Tasmania’s minister for IT and Innovation, Michael Ferguson, has announced a plan to provide a Launceston-wide LoRaWAN network at a cost of $100,000, with the gateways and devices to be manufactured by local company Definium.
Other partners in the project are the University of Tasmania, the CSIRO and Sense-T — the long running Tasmanian IoT research project.
Ferguson said the work on the pilot network would commence immediately and was expected to be operational early in 2017. It will be run from the new Enterprize Launceston innovation hub. Approximately 10 base stations will be deployed which, Ferguson said, would have a range of up to 20 kms.
”Launceston is becoming known as one of Australia’s prime start up cities and the LORA project … will only accelerate this process,” he said. “The network will enable a host of innovative new projects involving transport, monitoring, inventory control, health, traffic and sensing all in real time.”
He added: “Launceston has been selected by the federal government as one of the three initial smart cities and the state government is kick-starting that project with a community-driven IT network that will become a showcase for the rest of the country.”
Definium describes itself as a developer of bespoke hardware and software. “[The company] has the hardware and software expertise to build custom solutions for your business challenges,” it says. “We’ve covered the spectrum, from automotive fuel control and humane animal tracking through to balance-oriented medical rehabilitation systems. Bring your ideas to us and see what our dedication can do.”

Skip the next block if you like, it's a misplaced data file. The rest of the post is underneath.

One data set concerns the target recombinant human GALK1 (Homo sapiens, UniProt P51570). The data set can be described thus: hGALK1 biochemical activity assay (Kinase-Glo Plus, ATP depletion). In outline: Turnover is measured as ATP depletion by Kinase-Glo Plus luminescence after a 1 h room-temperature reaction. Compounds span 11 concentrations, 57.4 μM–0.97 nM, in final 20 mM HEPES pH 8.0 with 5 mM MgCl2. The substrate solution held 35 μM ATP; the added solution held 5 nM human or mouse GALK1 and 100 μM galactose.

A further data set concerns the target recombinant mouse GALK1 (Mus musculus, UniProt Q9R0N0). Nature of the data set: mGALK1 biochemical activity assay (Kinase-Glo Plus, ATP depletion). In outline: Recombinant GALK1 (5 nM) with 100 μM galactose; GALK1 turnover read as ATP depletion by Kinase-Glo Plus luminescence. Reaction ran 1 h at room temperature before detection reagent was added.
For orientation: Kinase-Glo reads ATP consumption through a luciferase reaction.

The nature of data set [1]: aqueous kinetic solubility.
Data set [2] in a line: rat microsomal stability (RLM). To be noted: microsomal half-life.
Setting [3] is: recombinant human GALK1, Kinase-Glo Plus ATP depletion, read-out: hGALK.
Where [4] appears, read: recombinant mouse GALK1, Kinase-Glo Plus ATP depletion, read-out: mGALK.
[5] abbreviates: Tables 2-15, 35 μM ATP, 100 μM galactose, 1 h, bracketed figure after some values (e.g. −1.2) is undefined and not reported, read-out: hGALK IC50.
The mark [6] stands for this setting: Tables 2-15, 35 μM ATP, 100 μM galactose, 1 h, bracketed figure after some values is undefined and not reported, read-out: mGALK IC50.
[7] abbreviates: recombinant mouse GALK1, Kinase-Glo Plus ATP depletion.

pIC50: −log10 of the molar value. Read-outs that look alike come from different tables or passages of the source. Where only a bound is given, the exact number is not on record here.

Its web site shows images for projects in irrigation, balance rehabilitation, power and water usage, fuel control, tourist tracking and smart digital analogue converter for audio, but provides little other information.
Ferguson announced Enterprize Launceston on 30 September saying it would initially be housed in a pop-up space on Paterson Street before moving to its permanent location at Macquarie House.
“As with Hobart hub, which opened last week, the centre in Launceston has a focus on developing the local start-up community, providing the resources and support required to inspire and accelerate a generation of students, innovators and entrepreneurs,” Ferguson said.
“Enterprize Launceston will bring people together, provide a location, training and hands-on mentoring to develop, evaluate and implement, pre-start-up and early stage business opportunities. It will enable us to tap into the many hundreds of ideas from all segments of the community.”